• Can anyone’s needs ever be said to be fully satisfied? Perhaps the hierarchy diagram should have an open top to suggest that the human desire for achievement is limitless.

Maslow’s work had a huge influence on McGregor and Herzberg.

Herzberg’s Two factor theory

Motivators (can create positive satisfaction) Hygiene factors (can create job dissatisfaction)
  • Achievement
  • Company policy and administration (the rules, paperwork and red tape)
  • Recognition for achievement
  • Supervision (especially being over-supervised)
  • Meaningful, interesting work
  • Pay
  • Responsibility
  • Interpersonal relations (with supervisors, peers or even customers)
  • Advancement (psychological, not just a promotion)
  • Working conditions

Motivators have the power to create positive job satisfaction, but little downward potential. Hygiene factors will cause job dissatisfaction, unless they are provided for, but do not motivate. So a feeling of being underpaid could lead to a grievance, high pay would soon be taken for granted. This motivator/hygiene factor theory is known as the two factor theory. Herzberg distinguished between movement and motivation. Movement occurs when somebody does something. Motivation is when they want to do something. Carrots would never stimulate people to give their best. People would do just enough to receive their bonus. Herzberg advised against payment methods such as piece-rate. They would achieve movement, but by reinforcing working behaviour, making them inflexible and resistant to change. The salaried, motivated employee would work hard, care about quality and think about improved working conditions. Job enrichment= giving people the opportunity to use their ability.An enriched job would have to contain:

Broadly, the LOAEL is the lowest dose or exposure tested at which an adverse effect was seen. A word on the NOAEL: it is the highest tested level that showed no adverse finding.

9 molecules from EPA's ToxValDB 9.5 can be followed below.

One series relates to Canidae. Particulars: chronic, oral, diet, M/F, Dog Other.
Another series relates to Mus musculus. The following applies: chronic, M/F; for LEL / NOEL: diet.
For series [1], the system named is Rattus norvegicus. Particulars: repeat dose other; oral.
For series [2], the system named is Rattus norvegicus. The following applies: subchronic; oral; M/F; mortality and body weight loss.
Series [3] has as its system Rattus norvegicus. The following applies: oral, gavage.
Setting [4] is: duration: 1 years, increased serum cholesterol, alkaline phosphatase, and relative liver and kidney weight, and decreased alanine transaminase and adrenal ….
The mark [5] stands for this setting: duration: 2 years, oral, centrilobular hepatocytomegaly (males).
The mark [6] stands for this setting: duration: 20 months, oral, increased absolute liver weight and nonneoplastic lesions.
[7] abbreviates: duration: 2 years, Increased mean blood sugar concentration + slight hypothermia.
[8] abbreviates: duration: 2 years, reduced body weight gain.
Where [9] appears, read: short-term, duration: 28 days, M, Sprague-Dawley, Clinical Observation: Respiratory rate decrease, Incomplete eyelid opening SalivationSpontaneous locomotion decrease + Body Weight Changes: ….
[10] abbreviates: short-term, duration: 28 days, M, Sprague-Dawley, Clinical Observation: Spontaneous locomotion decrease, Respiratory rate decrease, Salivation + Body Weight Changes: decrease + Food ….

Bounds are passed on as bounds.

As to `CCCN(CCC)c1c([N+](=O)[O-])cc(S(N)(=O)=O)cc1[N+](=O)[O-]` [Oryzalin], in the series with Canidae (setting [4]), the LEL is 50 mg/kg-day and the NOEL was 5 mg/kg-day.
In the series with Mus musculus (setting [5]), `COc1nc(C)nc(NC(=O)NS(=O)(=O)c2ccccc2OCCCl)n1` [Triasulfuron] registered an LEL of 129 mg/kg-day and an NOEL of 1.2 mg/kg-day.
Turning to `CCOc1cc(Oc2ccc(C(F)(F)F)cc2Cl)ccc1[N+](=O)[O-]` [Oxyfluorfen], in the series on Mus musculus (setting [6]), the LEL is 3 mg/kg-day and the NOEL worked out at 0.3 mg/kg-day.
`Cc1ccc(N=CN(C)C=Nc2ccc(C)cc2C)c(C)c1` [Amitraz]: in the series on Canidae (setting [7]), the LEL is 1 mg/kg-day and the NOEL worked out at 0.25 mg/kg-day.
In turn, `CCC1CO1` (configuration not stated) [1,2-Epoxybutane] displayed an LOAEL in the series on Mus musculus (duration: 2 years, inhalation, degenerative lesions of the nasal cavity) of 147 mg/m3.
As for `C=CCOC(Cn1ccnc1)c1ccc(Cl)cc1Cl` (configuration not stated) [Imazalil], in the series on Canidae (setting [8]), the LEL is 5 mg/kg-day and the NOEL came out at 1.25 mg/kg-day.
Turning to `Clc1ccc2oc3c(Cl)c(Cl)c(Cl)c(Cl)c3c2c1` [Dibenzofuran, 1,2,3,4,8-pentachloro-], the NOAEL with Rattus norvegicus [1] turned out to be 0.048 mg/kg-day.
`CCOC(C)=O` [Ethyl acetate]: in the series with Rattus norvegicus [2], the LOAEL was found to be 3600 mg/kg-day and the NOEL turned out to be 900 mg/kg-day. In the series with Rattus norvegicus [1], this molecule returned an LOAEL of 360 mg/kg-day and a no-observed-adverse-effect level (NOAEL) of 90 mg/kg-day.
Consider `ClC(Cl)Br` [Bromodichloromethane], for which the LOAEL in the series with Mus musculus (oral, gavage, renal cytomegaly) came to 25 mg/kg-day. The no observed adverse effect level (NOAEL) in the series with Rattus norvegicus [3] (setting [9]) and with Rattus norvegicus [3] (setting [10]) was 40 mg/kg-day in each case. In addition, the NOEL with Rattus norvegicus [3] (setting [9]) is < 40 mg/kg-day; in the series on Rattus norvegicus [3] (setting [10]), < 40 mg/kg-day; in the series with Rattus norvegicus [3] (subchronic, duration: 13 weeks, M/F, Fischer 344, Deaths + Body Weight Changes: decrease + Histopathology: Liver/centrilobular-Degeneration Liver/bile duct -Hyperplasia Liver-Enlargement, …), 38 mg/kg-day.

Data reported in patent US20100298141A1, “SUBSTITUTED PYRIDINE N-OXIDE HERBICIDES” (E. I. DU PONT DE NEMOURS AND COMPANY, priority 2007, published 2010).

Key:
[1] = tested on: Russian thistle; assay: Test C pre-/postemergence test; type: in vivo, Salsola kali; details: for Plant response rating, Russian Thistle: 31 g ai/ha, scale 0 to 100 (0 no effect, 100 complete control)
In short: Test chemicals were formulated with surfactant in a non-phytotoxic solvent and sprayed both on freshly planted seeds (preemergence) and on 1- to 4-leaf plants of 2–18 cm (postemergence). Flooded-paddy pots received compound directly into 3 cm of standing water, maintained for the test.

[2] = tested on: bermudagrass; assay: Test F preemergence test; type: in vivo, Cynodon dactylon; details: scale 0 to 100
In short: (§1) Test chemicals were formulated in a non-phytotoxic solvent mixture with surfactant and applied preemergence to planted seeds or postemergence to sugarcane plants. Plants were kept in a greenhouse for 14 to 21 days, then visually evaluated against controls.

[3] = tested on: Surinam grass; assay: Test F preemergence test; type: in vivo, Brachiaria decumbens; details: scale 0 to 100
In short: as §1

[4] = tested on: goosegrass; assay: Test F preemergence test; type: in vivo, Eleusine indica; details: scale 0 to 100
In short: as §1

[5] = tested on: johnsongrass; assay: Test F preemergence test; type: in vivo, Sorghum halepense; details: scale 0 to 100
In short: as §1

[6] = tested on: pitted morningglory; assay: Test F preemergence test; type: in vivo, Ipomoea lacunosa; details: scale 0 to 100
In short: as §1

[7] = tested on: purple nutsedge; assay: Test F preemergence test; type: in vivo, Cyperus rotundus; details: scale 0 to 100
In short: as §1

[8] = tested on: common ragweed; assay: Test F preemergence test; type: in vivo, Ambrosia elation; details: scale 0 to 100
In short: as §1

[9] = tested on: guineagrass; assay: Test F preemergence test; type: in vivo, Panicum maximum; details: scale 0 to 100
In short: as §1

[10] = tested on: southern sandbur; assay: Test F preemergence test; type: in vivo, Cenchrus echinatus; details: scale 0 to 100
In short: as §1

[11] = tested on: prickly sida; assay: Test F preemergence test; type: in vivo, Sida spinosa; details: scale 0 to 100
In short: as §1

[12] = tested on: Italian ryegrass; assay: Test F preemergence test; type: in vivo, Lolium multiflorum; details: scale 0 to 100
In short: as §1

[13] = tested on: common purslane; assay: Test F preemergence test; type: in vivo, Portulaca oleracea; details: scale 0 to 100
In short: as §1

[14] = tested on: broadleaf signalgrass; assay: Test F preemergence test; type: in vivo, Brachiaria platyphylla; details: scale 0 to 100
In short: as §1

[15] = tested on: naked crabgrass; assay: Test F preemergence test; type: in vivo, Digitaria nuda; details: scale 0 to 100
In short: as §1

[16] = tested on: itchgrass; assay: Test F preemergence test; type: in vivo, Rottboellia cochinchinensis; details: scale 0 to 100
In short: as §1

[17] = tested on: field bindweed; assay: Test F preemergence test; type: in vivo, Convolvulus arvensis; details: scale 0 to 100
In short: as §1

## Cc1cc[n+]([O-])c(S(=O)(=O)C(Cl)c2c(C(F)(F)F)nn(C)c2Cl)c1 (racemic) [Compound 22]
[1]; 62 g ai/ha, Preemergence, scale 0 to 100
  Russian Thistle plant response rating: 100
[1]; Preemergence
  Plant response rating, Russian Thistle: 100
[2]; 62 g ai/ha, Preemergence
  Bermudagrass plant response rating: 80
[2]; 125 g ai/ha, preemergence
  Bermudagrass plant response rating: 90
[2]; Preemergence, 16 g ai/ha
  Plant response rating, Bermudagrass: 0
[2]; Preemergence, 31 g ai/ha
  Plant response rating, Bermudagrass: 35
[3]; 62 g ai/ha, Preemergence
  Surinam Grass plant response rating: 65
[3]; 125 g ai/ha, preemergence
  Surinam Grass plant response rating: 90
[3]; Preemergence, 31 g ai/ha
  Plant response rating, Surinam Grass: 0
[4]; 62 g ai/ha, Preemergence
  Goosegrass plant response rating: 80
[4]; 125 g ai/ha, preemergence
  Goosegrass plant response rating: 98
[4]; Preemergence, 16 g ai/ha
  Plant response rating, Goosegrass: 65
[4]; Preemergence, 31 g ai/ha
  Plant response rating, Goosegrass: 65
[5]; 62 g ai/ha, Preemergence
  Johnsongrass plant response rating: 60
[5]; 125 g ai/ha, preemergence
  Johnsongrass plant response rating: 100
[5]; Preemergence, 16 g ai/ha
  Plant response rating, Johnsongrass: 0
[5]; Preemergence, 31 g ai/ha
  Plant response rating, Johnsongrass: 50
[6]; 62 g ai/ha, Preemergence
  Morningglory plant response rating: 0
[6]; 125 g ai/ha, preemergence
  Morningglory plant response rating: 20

• A complete unit of work – not just a small repetitive fragment of a job but a full challenging task
  • Direct feedback, wherever possible, a man must always be held responsible for his own quality, worst of all is annual appraisal – feedback is too long delayed.